He is honest about his faults, his mistakes and the regrets he has concerning his time in the EDL – namely how his blameless family have suffered as a result of the baggage such a movement brought with it. There is a particularly moving section of the book in which Tommy shares his misgivings on the price paid by his wife and children, and contemplates his potential shortcomings as a father, while languishing in a solitary confinement cell. I think Tommy is overly hard on himself sometimes and for someone who has displayed such a level of bravery and commitment to handing down a safe and prosperous Britain to subsequent generations, this, in my opinion, is one of those times.
That’s not to say that Tommy is without his faults. Is anybody? And the book is not without its faults either. It sometimes reads a little like one of those “hard bastard” autobiographies with titles like The Guv’nor and Chopper. There are a few spelling and formatting errors. There is no index or bibliography, and one story regarding the desecration of Christian graves in Longsight, Manchester is unintentionally misleading. However this doesn’t detract from the main thrust of the story, which is the abuse he’s suffered by the British authorities.
Robinson has been the victim of a sustained campaign of police and state persecution, the details of which genuinely beggar belief. These events are recorded in great detail in the book and represent nothing less than a relentless political campaign of cruelty and mistreatment at the hands of the very state that he continually puts his life on the line trying to protect.
For years he has “retweeted” the innumerable death threats he receives on Twitter even though he was threatened with prosecution for doing so due on the grounds that it apparently causes distress to others. He has in fact, been arrested for replying to a death threat against him and all the while without a single arrest of anybody threatening violence against Robinson or his family, regardless of how many times he has presented these correspondence to the police.
He has been assaulted and hospitalized on a number of occasions with one attack leaving him with bruising on the brain.
He has been attacked at least twice in the presence of TV cameras which filmed the incidents and broadcast them on mainstream media. Again, no arrests of the culprits.
He has been issued with a number of Osman Warnings which are designed to make the recipient aware of a genuine threat of murder, yet has been repeatedly thrown into prison wings populated by violent Muslims serving life sentences, on one occasion being locked alone in a room with some of them who proceeded to occupy themselves by kicking his teeth out.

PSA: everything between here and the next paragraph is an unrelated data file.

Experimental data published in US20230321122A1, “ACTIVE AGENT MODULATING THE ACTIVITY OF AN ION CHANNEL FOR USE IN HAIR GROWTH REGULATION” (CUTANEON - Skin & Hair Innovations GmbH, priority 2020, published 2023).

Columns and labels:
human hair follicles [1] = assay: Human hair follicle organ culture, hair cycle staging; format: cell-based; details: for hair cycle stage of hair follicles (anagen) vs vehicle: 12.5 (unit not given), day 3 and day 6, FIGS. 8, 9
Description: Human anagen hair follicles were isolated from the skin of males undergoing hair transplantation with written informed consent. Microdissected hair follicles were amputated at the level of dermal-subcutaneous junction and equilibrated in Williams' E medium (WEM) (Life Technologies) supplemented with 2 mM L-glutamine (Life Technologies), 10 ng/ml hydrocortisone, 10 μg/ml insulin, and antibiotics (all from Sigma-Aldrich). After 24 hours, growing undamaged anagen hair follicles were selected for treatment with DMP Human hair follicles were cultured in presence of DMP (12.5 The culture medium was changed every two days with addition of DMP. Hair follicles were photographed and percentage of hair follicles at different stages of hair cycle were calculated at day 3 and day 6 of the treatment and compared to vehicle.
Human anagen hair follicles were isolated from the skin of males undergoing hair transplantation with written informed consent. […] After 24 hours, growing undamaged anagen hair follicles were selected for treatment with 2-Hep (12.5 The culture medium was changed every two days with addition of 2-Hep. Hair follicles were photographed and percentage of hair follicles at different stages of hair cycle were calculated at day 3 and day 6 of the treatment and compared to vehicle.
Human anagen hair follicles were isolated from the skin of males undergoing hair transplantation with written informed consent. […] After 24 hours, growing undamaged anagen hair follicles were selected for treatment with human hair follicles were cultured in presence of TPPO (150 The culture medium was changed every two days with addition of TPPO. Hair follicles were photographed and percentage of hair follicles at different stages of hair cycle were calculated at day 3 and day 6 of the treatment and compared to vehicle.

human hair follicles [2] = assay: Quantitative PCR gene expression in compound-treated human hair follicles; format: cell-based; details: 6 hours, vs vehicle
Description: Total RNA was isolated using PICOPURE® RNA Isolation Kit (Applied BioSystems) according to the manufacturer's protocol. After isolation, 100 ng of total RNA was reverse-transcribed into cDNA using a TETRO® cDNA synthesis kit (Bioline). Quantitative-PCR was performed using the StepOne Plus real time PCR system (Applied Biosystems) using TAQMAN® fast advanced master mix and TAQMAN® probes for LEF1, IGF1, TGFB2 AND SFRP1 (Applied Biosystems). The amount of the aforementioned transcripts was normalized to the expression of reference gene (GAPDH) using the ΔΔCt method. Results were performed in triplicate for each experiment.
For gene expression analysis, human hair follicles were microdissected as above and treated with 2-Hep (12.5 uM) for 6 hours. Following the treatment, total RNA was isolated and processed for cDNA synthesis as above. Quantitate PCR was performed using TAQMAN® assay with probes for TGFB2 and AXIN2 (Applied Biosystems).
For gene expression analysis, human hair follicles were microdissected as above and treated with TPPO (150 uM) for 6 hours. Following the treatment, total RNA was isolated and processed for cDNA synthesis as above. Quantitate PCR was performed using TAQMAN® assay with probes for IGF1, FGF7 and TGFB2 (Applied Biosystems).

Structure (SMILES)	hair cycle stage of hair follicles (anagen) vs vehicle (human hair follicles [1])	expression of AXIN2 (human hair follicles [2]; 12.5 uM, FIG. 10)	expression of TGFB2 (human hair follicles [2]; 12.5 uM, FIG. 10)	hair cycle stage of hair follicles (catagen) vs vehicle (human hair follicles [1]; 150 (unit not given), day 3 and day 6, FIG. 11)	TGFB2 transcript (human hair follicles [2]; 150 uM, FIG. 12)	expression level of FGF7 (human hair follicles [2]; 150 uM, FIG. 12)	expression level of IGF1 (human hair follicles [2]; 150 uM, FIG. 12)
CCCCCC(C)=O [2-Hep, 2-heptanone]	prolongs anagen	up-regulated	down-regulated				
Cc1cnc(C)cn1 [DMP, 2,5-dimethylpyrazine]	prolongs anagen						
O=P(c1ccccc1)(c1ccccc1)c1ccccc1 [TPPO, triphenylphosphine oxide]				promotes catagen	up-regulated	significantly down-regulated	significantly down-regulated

He has been locked in solitary confinement, ostensibly for his own safety, for periods significantly longer than those deemed by psychologists to cause lasting mental damage.
He has had his finances frozen and the financial history of him and his family thoroughly scrutinized in a desperate attempt by the police to find some kind of irregularity to use as an excuse to imprison him.
He has had been given license conditions completely unrelated to the crime for which he was convicted, preventing him from contacting members of the English Defence League whilst being on license for a mortgage fraud case that he was essentially blackmailed into pleading guilty to.
The list goes on and on and I haven’t even begun to touch the surface here. Bedfordshire police, prison authorities, probation officers and the hierarchy of British authorities have left virtually no stone unturned in their relentless harassment, bullying and unconscionable neglect in their duty of care of Robinson – a man who represents a scapegoat for the governments lack of ability or willingness to tackle the issues of Islamic extremism that he confronts on a daily basis.
In the meanwhile, the issues and concerns that he has consistently been raising on the subject of Islamic extremism and Muslim immigration have been coming to pass all over the world. It’s genuinely difficult to think of somebody who has been more thoroughly vindicated in his predictions than Robinson. Yet, whether you agree with his political opinions or the manner in which he expresses them is irrelevant. It is readily apparent that he has been methodically and comprehensively victimised by the powers that be for purely political reasons, and these offenses to freedom, justice, equality and decency should be of paramount concern to all of us.
In summary: this is an incredibly frustrating, unsettling yet riveting story of one man’s battle with enemies on every side and I thoroughly recommend it if for no other reason than to disseminate the cold hard truth, that if Tommy Robinson can be treated like an Enemy of the State, then so can you.
*I urge you to sign this petition calling for an independent review into the treatment that Tommy Robinson has been subjected to by the British authorities: